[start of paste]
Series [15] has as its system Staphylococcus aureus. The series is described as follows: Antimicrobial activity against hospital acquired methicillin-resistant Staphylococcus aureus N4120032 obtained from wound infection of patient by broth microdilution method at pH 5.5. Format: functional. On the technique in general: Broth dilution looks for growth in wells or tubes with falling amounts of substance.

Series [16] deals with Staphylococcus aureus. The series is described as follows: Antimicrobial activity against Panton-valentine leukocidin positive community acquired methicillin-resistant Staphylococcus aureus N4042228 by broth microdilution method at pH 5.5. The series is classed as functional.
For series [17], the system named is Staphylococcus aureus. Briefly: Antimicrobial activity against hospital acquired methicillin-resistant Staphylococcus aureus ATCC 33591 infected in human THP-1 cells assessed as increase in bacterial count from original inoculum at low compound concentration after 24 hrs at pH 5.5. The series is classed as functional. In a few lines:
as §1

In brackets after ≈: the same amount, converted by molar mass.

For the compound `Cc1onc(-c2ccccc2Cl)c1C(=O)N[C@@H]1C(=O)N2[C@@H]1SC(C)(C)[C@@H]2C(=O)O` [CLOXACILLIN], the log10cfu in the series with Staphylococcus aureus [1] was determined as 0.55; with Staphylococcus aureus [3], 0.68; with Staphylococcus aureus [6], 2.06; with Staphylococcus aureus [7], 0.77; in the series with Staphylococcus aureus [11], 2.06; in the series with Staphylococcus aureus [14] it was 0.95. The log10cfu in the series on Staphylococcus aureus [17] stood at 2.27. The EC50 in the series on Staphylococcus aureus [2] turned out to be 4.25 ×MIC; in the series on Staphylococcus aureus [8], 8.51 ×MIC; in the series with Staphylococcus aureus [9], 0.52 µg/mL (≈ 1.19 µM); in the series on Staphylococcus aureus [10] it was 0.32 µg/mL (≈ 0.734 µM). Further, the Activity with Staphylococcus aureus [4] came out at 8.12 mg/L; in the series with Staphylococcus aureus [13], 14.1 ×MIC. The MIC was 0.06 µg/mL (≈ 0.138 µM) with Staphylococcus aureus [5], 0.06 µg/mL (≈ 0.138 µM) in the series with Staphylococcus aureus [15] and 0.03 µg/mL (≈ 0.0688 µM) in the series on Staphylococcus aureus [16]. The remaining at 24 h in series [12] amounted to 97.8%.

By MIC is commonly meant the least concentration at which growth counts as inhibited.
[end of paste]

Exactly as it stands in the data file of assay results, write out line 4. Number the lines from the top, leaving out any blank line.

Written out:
as §1